Utah State returns much of its core, but must fill gaps in the secondary
The Aggies played half a scrimmage Saturday before switching to 1-on-1 drills
Key takeaways from Utah State’s spring game
Utah State football’s annual spring game managed to find just the right window Saturday afternoon to play between rain showers. Team white and team blue faced off for a 57-play “half scrimmage” before treating the crowd to some festivities, including (but not limited to):
— 7-on-7 passing drills
— 1-on-1 drills for all position groups
— New USU head basketball coach Craig Smith attempting to kick a field goal (bad) and fielding a punt (good!)
A fun afternoon of football preceding a much-too- long summer offseason gave the Aggie faithful the following small insights into what’s in store this fall. Utah State won’t take the field again until its date in East Lansing at the end of August.
Ron’quavion Tarver and Dax Raymond need the ball
Utah State’s senior wideout Tarver boasts a size advantage over nearly every DB he matches up against, but never seems to be the offense’s primary focus. No doubt Aggie OC David Yost does his best to keep a defense on its toes, but sometimes you’ve just got to throw it up to your big guy and give him a chance to be special. Tarver caught five passes for 76 yards and the only touchdown of the day, a
nd is likely the only guy in USU’s WR group who fits the “when he’s covered, he’s open” label. Sure, avoiding being one-dimensional is important, but if one dimension of your game is unguardable maybe consider feeding it a steady diet of touchdowns and see if that doesn’t open up the rest of the offense.
TE Dax Raymond enjoyed a decent freshman campaign limited only by quarterback changes and playcalling. Raymond could be an all-conference level player if the Aggie offense elects to look his way more often. Perhaps hitting him over the middle on those third-and-fives instead of punching it up the gut on the ground for no gain is a place to start.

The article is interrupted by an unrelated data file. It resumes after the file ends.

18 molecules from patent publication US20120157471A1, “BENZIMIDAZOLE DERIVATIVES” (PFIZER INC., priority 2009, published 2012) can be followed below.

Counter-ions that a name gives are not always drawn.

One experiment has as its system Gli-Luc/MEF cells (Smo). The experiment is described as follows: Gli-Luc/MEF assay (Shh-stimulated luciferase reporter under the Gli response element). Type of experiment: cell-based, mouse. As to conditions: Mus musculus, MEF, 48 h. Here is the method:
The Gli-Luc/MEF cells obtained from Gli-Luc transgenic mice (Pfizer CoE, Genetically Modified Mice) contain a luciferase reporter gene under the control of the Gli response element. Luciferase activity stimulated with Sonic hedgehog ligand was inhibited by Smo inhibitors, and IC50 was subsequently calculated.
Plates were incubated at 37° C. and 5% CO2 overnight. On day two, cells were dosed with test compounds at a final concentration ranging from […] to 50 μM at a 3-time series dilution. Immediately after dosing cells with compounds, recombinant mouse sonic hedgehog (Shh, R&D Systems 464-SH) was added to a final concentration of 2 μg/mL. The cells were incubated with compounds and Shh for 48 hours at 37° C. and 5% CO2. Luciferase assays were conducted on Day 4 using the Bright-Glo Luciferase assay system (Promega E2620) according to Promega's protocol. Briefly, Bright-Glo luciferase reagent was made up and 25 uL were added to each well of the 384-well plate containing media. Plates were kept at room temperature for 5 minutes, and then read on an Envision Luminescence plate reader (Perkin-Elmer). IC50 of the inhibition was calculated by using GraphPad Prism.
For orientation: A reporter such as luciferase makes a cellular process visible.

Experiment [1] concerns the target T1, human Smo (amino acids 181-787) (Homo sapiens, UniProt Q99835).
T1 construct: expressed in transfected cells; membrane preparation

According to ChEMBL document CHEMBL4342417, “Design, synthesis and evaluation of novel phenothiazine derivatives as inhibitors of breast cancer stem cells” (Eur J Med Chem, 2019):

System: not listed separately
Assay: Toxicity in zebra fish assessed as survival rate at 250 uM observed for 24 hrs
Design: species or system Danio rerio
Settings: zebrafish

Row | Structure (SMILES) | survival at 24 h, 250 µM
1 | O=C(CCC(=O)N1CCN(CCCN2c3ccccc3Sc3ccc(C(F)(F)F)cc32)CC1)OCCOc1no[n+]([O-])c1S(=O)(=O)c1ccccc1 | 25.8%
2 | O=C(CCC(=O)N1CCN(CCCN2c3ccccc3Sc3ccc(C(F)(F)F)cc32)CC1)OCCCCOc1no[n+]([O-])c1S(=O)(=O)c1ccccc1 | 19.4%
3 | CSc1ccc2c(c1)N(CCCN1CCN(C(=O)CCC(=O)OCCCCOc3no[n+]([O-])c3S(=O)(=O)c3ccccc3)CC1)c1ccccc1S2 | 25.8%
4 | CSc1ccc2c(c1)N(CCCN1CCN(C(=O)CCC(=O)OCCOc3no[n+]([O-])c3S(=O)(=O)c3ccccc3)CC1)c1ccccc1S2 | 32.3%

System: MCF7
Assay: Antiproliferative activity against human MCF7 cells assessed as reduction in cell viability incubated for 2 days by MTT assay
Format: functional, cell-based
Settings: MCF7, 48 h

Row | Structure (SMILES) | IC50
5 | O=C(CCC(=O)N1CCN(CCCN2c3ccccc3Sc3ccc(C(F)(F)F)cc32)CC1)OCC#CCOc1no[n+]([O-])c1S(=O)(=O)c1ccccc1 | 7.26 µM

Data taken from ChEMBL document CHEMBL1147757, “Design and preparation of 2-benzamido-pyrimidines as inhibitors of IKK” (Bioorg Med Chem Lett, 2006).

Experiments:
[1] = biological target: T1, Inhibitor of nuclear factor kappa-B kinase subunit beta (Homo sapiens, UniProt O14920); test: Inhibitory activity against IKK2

Gerold Bright is an intriguing RB option
The Aggies are once again left without an obvious choice for lead running back this fall. The committee consists of familiar faces Justin Hervey and Eltoro Allen, as well as new addition Darwin Thompson (who had 17 yards on three carries Saturday). Bright, typically a receiver has seen more usage out of the backfield lately and appears to have the speed necessary to get the edge on defenders.
Bright gives Utah State some versatility in the running game, and with do-it-all speedster Jordan Nathan completing a solid freshman season, Bright may be able to contribute more to the backfield than the slot.
Utah State’s defensive depth is impressive
The defense has been this team’s most consistent positive attribute for something like seven or eight seasons now. This group will be no different — despite losing All-American CB Jalen Davis and team captain Dallin Leavitt, Utah State’s secondary will still be a force in the Mountain West.
Ja’Marcus Ingram will likely take Davis’ starting role at CB, and coaches will surely find a way to get Cameron Haney reps after several good stints last year filling in for banged-up players. Safeties Gaje Ferguson and Baron Gajkowski also saw significant playing time last year, and either could fill Leavitt’s role as a ball-hawking, run-stopping, sideline-hyping combo.
Jordan Love is still the quarterback
Coach Wells will start the best quarterback available, as he proved last year with a mid-season switch at QB, so Love’s previous starts might not weigh into the starting spot as much as people think. However, Jordan Love has given no warning signs that he isn’t the guy moving forward. He appears in control of the offense and aware in the pocket — plus he’s still got a nice deep ball when the situation calls for it.
Colombi obviously has an arm and potential, but missed high on several throws today. Granted, it’s spring and it’s just one scrimmage (half, actually), but for now the job is still firmly in Love’s grasp.